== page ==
From Norway to New Delhi, leaders are struggling to define the World Bank's role in eradicating energy poverty while keeping a lid on carbon emissions.
The global financial institution currently is revamping its blueprint for funding energy projects, a document it hopes to present to its board of directors by mid-2011. But in doing so, the bank finds itself confronting head-on some of the formidable policy questions that it previously had been able to resolve on a project-by-project basis.
Those are: how to bring energy to the 1.5 billion people in the world who live in darkness and another 2.5 billion without access to modern energy fuels without underwriting a mammoth increase in the global level of greenhouse gases -- and what precisely should the bank's policy be when it comes to the construction of major coal-fired power plants in developing countries?
"Any energy solution or proposal will stir controversy and debate in the public arena," Lucio Monari, World Bank energy sector manager, said in a video the agency posted after a worldwide energy consultation that spanned 45 meetings in 37 countries.
"Between rich and poor countries, in particular, there is an awareness of the need to move to a low-carbon and climate change-conscious development, but at the same time, the issue is who is going to pay for it, and how is it going to be financed?" Monari said.
"Rich countries, obviously, would like developing countries to embrace low carbon more aggressively. Poor countries believe it is the responsibility of rich countries to finance and to provide the additional cost for helping them to undertake a low-carbon trajectory," he added.
The divide is borne out in dozens of submissions by environmental advocates, industry leaders and government agencies worldwide.
The U.S. Treasury, for example, calls for the World Bank to "materially raise the bar for coal projects" by, among other things, developing criteria to show that a plant will significantly increase power supplies for the poor, and to start examining alternative energy projects early enough to influence investment decisions.
U.S. suggests an eventual carbon cap on projects
It also gets behind a controversial proposal that the World Bank calculate the greenhouse gas emissions of energy-intensive projects as a way to pave the road for the World Bank to someday consider a carbon cap on certain or even all the agency's projects.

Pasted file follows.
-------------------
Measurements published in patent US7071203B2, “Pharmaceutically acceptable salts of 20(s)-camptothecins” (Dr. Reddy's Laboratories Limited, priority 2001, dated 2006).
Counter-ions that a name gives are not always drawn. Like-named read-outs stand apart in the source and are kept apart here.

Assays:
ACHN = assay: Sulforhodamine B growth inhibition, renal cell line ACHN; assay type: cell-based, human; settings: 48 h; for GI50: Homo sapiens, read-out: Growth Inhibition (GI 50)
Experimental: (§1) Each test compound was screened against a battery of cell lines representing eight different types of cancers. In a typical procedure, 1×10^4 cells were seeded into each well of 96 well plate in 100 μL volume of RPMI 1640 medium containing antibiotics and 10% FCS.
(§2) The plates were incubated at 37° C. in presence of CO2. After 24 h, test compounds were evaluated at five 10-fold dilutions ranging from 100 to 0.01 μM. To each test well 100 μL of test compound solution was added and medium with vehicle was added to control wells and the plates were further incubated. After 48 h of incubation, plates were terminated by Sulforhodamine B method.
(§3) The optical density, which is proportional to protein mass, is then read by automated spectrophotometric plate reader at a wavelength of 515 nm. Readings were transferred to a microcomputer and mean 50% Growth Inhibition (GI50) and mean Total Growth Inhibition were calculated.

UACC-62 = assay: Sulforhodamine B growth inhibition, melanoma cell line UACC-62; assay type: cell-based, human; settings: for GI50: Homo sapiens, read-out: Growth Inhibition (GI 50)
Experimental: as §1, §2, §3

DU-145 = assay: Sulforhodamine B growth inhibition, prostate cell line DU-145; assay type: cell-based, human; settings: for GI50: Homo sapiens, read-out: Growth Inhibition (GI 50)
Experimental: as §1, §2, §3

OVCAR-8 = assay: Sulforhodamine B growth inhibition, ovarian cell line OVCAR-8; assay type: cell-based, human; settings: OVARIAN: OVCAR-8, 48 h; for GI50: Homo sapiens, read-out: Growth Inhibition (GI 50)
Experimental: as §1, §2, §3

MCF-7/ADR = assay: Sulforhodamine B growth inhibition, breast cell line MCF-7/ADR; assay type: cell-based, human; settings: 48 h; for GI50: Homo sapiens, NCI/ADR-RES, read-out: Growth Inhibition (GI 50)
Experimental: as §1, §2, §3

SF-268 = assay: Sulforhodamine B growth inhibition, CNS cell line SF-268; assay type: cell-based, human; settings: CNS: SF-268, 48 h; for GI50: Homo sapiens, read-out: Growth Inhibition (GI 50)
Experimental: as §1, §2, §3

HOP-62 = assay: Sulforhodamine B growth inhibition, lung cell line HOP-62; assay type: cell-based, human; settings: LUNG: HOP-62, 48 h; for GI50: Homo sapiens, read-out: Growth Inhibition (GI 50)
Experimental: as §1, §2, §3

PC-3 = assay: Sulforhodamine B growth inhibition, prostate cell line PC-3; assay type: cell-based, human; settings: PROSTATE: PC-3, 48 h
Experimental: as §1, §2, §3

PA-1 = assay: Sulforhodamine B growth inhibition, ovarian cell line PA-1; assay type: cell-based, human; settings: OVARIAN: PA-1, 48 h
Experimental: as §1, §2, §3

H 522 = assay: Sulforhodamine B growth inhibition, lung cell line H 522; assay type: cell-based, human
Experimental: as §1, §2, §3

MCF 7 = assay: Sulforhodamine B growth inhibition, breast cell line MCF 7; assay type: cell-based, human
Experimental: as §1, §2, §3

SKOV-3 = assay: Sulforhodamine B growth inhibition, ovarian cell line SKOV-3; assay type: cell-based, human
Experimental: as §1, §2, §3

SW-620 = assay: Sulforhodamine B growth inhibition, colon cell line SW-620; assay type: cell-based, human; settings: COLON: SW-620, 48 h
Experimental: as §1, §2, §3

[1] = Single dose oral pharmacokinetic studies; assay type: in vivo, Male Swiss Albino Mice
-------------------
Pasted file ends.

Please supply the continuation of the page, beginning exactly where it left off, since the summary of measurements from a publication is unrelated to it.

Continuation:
"Because World Bank financing of coal-fired generation will continue to be a sensitive topic, the Bank needs to be as transparent as possible about the conditions under which it will consider financing such projects," Treasury officials wrote.
India's Ministry of Power, meanwhile, stressed that for countries with a low per-capita level of emissions like India, the World Bank must first and foremost consider enhancing energy supply as the "overriding goal." The threat of emissions rise, government officials proposed, should be addressed by either ensuring that "every new plant is more efficient than the last" or that carbon intensity continues to decline.
India also argues that the bank should consider more efficient coal plants that use supercritical or ultra-supercritical technology as part of "low-carbon" development.
"The Bank's support should focus on enhancing India's ability to achieve energy self-reliance and security with minimum of conditions and certainly without the crippling emphasis on fossil fuels (especially coal) and climate change concerns," according to a summary of opinions at an April consultation with government and other groups in New Delhi.
The question of whether the World Bank should reduce or even end its lending for fossil fuel projects has played out in a spate of high-profile debates over the past two years -- particularly in India and South Africa. Both countries are sites of massive new coal-fired power plants funded either through the bank or its private financing arm, the International Finance Corp.
At each turn, the World Bank has come down on the side of supporting coal. At the same time, it has tightened its review process, beefed up loans for renewable energy and reduced the number of major fossil fuel projects coming before the board.